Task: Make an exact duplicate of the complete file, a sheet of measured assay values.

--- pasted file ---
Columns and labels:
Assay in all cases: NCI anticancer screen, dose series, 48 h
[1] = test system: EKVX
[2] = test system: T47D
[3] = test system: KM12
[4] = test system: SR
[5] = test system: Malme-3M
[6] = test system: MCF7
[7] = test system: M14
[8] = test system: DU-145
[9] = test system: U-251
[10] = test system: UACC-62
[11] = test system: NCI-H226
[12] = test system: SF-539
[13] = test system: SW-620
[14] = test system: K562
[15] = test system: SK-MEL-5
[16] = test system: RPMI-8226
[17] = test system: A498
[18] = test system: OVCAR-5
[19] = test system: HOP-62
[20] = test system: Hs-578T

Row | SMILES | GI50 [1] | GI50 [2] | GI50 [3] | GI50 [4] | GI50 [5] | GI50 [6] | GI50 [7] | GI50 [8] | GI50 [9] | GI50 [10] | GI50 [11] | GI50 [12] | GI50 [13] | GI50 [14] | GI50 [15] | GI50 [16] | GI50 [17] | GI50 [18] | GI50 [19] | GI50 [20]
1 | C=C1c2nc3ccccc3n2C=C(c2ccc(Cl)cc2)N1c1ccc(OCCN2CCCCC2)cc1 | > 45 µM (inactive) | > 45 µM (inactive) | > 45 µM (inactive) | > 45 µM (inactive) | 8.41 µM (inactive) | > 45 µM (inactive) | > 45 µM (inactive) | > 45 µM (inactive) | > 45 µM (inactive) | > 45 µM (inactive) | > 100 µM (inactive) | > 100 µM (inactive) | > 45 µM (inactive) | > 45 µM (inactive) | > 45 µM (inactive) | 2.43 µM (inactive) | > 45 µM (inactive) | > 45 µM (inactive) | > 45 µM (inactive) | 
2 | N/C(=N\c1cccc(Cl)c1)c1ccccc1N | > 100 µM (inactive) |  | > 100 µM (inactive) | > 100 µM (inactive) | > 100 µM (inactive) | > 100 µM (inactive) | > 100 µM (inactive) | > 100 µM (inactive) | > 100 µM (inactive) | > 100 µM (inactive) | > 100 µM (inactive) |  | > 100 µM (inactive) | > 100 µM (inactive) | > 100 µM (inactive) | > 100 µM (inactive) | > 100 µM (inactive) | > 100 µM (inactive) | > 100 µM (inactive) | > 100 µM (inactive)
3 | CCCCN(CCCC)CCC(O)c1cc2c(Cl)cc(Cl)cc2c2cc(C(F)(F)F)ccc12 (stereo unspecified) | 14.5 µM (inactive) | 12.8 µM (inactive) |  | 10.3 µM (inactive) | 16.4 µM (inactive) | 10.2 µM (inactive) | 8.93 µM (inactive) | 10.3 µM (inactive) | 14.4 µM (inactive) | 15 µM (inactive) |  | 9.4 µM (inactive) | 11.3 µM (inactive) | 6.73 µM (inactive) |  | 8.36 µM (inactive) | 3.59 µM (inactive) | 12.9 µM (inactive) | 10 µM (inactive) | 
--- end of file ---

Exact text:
Columns and labels:
Assay in all cases: NCI anticancer screen, dose series, 48 h
[1] = test system: EKVX
[2] = test system: T47D
[3] = test system: KM12
[4] = test system: SR
[5] = test system: Malme-3M
[6] = test system: MCF7
[7] = test system: M14
[8] = test system: DU-145
[9] = test system: U-251
[10] = test system: UACC-62
[11] = test system: NCI-H226
[12] = test system: SF-539
[13] = test system: SW-620
[14] = test system: K562
[15] = test system: SK-MEL-5
[16] = test system: RPMI-8226
[17] = test system: A498
[18] = test system: OVCAR-5
[19] = test system: HOP-62
[20] = test system: Hs-578T

Row | SMILES | GI50 [1] | GI50 [2] | GI50 [3] | GI50 [4] | GI50 [5] | GI50 [6] | GI50 [7] | GI50 [8] | GI50 [9] | GI50 [10] | GI50 [11] | GI50 [12] | GI50 [13] | GI50 [14] | GI50 [15] | GI50 [16] | GI50 [17] | GI50 [18] | GI50 [19] | GI50 [20]
1 | C=C1c2nc3ccccc3n2C=C(c2ccc(Cl)cc2)N1c1ccc(OCCN2CCCCC2)cc1 | > 45 µM (inactive) | > 45 µM (inactive) | > 45 µM (inactive) | > 45 µM (inactive) | 8.41 µM (inactive) | > 45 µM (inactive) | > 45 µM (inactive) | > 45 µM (inactive) | > 45 µM (inactive) | > 45 µM (inactive) | > 100 µM (inactive) | > 100 µM (inactive) | > 45 µM (inactive) | > 45 µM (inactive) | > 45 µM (inactive) | 2.43 µM (inactive) | > 45 µM (inactive) | > 45 µM (inactive) | > 45 µM (inactive) | 
2 | N/C(=N\c1cccc(Cl)c1)c1ccccc1N | > 100 µM (inactive) |  | > 100 µM (inactive) | > 100 µM (inactive) | > 100 µM (inactive) | > 100 µM (inactive) | > 100 µM (inactive) | > 100 µM (inactive) | > 100 µM (inactive) | > 100 µM (inactive) | > 100 µM (inactive) |  | > 100 µM (inactive) | > 100 µM (inactive) | > 100 µM (inactive) | > 100 µM (inactive) | > 100 µM (inactive) | > 100 µM (inactive) | > 100 µM (inactive) | > 100 µM (inactive)
3 | CCCCN(CCCC)CCC(O)c1cc2c(Cl)cc(Cl)cc2c2cc(C(F)(F)F)ccc12 (stereo unspecified) | 14.5 µM (inactive) | 12.8 µM (inactive) |  | 10.3 µM (inactive) | 16.4 µM (inactive) | 10.2 µM (inactive) | 8.93 µM (inactive) | 10.3 µM (inactive) | 14.4 µM (inactive) | 15 µM (inactive) |  | 9.4 µM (inactive) | 11.3 µM (inactive) | 6.73 µM (inactive) |  | 8.36 µM (inactive) | 3.59 µM (inactive) | 12.9 µM (inactive) | 10 µM (inactive) | 